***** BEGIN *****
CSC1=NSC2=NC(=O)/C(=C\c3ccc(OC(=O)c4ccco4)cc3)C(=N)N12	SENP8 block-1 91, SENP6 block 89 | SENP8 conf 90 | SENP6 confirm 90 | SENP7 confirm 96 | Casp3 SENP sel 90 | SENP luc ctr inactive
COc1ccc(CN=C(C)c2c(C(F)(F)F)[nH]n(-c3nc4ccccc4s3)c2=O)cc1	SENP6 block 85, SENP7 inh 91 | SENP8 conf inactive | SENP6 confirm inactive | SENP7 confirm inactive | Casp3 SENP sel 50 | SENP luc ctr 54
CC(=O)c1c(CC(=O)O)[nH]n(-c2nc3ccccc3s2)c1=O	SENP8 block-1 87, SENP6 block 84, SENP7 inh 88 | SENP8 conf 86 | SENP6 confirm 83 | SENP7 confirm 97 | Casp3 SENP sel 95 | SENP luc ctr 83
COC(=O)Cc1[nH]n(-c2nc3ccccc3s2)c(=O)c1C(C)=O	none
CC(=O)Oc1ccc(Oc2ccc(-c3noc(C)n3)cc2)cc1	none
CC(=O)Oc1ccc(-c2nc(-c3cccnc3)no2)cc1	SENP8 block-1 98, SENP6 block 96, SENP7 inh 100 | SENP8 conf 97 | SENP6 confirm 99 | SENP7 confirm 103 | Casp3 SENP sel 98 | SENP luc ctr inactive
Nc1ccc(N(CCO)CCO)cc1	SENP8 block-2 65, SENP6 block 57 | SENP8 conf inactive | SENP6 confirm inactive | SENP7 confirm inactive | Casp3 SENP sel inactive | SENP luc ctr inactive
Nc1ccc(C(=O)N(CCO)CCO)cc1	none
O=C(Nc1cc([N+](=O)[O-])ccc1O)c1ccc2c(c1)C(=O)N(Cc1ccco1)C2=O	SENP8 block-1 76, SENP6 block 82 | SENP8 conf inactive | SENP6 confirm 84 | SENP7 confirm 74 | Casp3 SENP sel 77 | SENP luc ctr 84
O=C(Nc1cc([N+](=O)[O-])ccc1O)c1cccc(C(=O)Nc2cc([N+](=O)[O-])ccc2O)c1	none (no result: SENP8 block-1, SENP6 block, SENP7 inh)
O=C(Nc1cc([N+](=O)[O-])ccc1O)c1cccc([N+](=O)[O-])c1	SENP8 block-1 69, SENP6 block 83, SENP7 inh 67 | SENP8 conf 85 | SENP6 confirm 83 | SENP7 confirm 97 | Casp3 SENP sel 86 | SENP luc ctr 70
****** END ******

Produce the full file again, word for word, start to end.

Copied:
CSC1=NSC2=NC(=O)/C(=C\c3ccc(OC(=O)c4ccco4)cc3)C(=N)N12	SENP8 block-1 91, SENP6 block 89 | SENP8 conf 90 | SENP6 confirm 90 | SENP7 confirm 96 | Casp3 SENP sel 90 | SENP luc ctr inactive
COc1ccc(CN=C(C)c2c(C(F)(F)F)[nH]n(-c3nc4ccccc4s3)c2=O)cc1	SENP6 block 85, SENP7 inh 91 | SENP8 conf inactive | SENP6 confirm inactive | SENP7 confirm inactive | Casp3 SENP sel 50 | SENP luc ctr 54
CC(=O)c1c(CC(=O)O)[nH]n(-c2nc3ccccc3s2)c1=O	SENP8 block-1 87, SENP6 block 84, SENP7 inh 88 | SENP8 conf 86 | SENP6 confirm 83 | SENP7 confirm 97 | Casp3 SENP sel 95 | SENP luc ctr 83
COC(=O)Cc1[nH]n(-c2nc3ccccc3s2)c(=O)c1C(C)=O	none
CC(=O)Oc1ccc(Oc2ccc(-c3noc(C)n3)cc2)cc1	none
CC(=O)Oc1ccc(-c2nc(-c3cccnc3)no2)cc1	SENP8 block-1 98, SENP6 block 96, SENP7 inh 100 | SENP8 conf 97 | SENP6 confirm 99 | SENP7 confirm 103 | Casp3 SENP sel 98 | SENP luc ctr inactive
Nc1ccc(N(CCO)CCO)cc1	SENP8 block-2 65, SENP6 block 57 | SENP8 conf inactive | SENP6 confirm inactive | SENP7 confirm inactive | Casp3 SENP sel inactive | SENP luc ctr inactive
Nc1ccc(C(=O)N(CCO)CCO)cc1	none
O=C(Nc1cc([N+](=O)[O-])ccc1O)c1ccc2c(c1)C(=O)N(Cc1ccco1)C2=O	SENP8 block-1 76, SENP6 block 82 | SENP8 conf inactive | SENP6 confirm 84 | SENP7 confirm 74 | Casp3 SENP sel 77 | SENP luc ctr 84
O=C(Nc1cc([N+](=O)[O-])ccc1O)c1cccc(C(=O)Nc2cc([N+](=O)[O-])ccc2O)c1	none (no result: SENP8 block-1, SENP6 block, SENP7 inh)
O=C(Nc1cc([N+](=O)[O-])ccc1O)c1cccc([N+](=O)[O-])c1	SENP8 block-1 69, SENP6 block 83, SENP7 inh 67 | SENP8 conf 85 | SENP6 confirm 83 | SENP7 confirm 97 | Casp3 SENP sel 86 | SENP luc ctr 70